‘Voluntourism’ on rise, survey shows
While the number of Americans interested in volunteer vacations continues to climb, there are dramatic differences among the generations, according to a new UCSD Extension survey.
Two-thirds of high school students and about half of the college students surveyed say they have participated in discussions in the past year related to traveling to other regions to provide volunteer service, whereas less than half of the adult population, and only one-quarter of retirees, say they have done so.
Overall, the survey found that more than two-thirds (69 percent) of Americans have participated in donating money or time to a global cause, up from 48 percent in a spring 2008 UCSD poll.
“More and more people in all stages of life are thinking of becoming global ‘voluntourists’,” says Bob Benson, director of the Center for Global Volunteer Service at UCSD Extension. “People are looking to volunteer their time in meaningful ways that make contributions to people in regions other than their own, and younger people are especially eager to make voluntourism part of their lifestyle.”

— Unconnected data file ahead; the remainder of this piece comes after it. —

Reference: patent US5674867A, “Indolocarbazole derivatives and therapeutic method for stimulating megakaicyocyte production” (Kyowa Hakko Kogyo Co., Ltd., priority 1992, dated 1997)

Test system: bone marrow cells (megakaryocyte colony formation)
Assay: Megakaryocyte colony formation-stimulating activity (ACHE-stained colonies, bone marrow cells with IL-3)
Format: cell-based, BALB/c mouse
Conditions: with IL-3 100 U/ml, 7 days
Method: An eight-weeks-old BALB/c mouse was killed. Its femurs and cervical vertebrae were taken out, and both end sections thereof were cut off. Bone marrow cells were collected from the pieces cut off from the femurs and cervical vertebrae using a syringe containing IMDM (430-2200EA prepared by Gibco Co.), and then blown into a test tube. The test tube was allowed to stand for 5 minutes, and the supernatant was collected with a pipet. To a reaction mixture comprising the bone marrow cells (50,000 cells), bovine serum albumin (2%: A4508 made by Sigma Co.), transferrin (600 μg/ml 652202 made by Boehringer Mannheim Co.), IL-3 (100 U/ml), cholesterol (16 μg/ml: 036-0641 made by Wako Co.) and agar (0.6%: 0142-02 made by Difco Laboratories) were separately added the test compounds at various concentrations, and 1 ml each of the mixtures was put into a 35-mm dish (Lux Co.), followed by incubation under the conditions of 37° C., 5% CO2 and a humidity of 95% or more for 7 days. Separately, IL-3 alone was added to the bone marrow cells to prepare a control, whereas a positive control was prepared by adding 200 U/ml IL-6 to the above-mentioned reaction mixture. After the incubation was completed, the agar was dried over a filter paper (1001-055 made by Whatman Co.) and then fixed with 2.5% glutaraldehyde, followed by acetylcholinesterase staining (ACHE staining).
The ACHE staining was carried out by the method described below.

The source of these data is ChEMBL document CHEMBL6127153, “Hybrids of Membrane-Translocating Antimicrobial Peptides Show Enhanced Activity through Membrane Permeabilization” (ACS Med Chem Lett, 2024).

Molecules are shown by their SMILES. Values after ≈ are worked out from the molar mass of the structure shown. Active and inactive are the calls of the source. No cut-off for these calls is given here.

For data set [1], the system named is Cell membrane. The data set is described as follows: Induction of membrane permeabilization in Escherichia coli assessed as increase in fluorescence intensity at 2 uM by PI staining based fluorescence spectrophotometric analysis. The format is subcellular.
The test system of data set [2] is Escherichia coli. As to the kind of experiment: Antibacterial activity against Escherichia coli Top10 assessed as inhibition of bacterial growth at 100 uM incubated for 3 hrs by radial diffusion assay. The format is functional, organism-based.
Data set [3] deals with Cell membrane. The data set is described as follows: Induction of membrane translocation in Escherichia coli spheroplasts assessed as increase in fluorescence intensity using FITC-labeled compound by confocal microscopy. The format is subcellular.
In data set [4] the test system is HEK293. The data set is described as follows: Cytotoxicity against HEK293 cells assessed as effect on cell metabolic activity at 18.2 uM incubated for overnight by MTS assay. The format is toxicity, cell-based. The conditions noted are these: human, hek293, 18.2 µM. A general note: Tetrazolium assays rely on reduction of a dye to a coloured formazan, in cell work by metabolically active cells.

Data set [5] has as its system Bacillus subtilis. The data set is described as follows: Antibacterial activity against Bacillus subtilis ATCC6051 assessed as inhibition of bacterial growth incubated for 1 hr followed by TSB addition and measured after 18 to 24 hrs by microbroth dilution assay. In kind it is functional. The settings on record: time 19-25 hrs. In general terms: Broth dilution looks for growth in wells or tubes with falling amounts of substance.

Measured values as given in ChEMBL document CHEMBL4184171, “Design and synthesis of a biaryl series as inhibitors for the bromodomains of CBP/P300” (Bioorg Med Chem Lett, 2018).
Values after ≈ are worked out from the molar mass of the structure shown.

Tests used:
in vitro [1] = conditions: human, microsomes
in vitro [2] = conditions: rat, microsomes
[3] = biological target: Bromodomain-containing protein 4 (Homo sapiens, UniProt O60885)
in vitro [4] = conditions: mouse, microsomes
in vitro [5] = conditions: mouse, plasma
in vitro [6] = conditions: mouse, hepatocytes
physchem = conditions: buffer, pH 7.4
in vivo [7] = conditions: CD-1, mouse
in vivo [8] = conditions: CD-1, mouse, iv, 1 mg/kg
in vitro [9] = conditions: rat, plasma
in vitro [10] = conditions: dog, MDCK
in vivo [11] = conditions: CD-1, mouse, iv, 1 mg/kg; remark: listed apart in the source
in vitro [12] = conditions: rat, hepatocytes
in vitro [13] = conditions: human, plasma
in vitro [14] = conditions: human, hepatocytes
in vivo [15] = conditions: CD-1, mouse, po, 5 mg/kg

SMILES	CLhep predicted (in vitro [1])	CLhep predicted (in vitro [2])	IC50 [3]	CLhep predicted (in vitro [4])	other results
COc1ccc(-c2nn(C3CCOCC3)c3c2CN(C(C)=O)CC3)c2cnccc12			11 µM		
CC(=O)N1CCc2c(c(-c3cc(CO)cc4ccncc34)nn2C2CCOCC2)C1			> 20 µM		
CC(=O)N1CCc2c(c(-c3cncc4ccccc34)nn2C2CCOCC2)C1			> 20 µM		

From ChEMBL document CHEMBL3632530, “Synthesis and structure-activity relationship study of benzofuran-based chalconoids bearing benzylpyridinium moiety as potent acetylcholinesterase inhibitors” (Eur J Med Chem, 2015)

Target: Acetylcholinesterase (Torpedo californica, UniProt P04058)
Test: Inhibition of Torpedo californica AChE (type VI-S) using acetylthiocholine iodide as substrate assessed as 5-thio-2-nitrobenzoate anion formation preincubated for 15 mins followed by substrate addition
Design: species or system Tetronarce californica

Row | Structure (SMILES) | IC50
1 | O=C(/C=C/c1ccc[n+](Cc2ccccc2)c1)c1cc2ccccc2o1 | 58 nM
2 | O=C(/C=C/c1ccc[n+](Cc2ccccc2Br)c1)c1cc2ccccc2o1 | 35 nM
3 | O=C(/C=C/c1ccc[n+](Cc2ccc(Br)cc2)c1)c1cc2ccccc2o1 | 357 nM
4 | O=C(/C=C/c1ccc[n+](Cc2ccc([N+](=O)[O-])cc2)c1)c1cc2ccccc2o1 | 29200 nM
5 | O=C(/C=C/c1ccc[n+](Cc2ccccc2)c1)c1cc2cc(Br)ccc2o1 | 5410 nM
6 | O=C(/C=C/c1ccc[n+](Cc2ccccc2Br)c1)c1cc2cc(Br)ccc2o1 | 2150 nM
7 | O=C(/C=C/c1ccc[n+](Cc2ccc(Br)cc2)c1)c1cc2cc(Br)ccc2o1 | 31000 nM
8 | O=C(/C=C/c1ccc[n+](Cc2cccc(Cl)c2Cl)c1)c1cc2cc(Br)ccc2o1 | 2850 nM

The 2009 poll was conducted by Caravan Opinion Research Corp. during March by telephone interviews with a nationally representative sample of 1,000 adults, and supplemented by an in-depth online survey of more than 300 adults conducted in May by UCSD Extension.
The top five types of volunteer assignments the survey respondents want are education or artistic and cultural development; provide spiritual or emotional assistance; improve health and nutrition; construct roads, homes and technology infrastructure; and environmental cleanup or agriculture assistance.
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